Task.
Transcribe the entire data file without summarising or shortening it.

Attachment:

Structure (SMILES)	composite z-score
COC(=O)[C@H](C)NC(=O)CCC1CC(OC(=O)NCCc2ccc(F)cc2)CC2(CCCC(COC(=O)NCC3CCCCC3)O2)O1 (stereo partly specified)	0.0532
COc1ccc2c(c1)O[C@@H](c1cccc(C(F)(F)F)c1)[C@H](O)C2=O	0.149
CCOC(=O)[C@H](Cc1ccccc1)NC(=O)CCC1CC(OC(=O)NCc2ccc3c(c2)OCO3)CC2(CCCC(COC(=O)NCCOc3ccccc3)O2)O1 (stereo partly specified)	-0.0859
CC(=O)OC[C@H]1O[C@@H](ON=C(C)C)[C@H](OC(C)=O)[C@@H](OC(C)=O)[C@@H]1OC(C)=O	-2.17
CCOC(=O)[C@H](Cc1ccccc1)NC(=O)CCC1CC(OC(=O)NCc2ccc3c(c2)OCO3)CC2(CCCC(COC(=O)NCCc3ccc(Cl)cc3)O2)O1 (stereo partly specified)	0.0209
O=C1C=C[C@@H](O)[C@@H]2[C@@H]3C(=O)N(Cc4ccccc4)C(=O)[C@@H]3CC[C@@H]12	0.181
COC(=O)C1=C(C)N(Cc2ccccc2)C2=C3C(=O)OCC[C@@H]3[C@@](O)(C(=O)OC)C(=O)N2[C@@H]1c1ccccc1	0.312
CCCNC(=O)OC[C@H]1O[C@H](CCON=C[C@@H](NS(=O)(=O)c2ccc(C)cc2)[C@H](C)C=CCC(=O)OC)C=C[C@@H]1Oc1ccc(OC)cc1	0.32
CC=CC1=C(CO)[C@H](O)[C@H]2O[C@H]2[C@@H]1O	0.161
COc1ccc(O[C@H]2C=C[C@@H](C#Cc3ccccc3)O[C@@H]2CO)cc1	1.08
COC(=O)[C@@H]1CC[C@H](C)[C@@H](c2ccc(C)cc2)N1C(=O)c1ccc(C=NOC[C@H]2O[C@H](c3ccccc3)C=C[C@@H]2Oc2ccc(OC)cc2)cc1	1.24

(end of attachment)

Structure (SMILES)	composite z-score
COC(=O)[C@H](C)NC(=O)CCC1CC(OC(=O)NCCc2ccc(F)cc2)CC2(CCCC(COC(=O)NCC3CCCCC3)O2)O1 (stereo partly specified)	0.0532
COc1ccc2c(c1)O[C@@H](c1cccc(C(F)(F)F)c1)[C@H](O)C2=O	0.149
CCOC(=O)[C@H](Cc1ccccc1)NC(=O)CCC1CC(OC(=O)NCc2ccc3c(c2)OCO3)CC2(CCCC(COC(=O)NCCOc3ccccc3)O2)O1 (stereo partly specified)	-0.0859
CC(=O)OC[C@H]1O[C@@H](ON=C(C)C)[C@H](OC(C)=O)[C@@H](OC(C)=O)[C@@H]1OC(C)=O	-2.17
CCOC(=O)[C@H](Cc1ccccc1)NC(=O)CCC1CC(OC(=O)NCc2ccc3c(c2)OCO3)CC2(CCCC(COC(=O)NCCc3ccc(Cl)cc3)O2)O1 (stereo partly specified)	0.0209
O=C1C=C[C@@H](O)[C@@H]2[C@@H]3C(=O)N(Cc4ccccc4)C(=O)[C@@H]3CC[C@@H]12	0.181
COC(=O)C1=C(C)N(Cc2ccccc2)C2=C3C(=O)OCC[C@@H]3[C@@](O)(C(=O)OC)C(=O)N2[C@@H]1c1ccccc1	0.312
CCCNC(=O)OC[C@H]1O[C@H](CCON=C[C@@H](NS(=O)(=O)c2ccc(C)cc2)[C@H](C)C=CCC(=O)OC)C=C[C@@H]1Oc1ccc(OC)cc1	0.32
CC=CC1=C(CO)[C@H](O)[C@H]2O[C@H]2[C@@H]1O	0.161
COc1ccc(O[C@H]2C=C[C@@H](C#Cc3ccccc3)O[C@@H]2CO)cc1	1.08
COC(=O)[C@@H]1CC[C@H](C)[C@@H](c2ccc(C)cc2)N1C(=O)c1ccc(C=NOC[C@H]2O[C@H](c3ccccc3)C=C[C@@H]2Oc2ccc(OC)cc2)cc1	1.24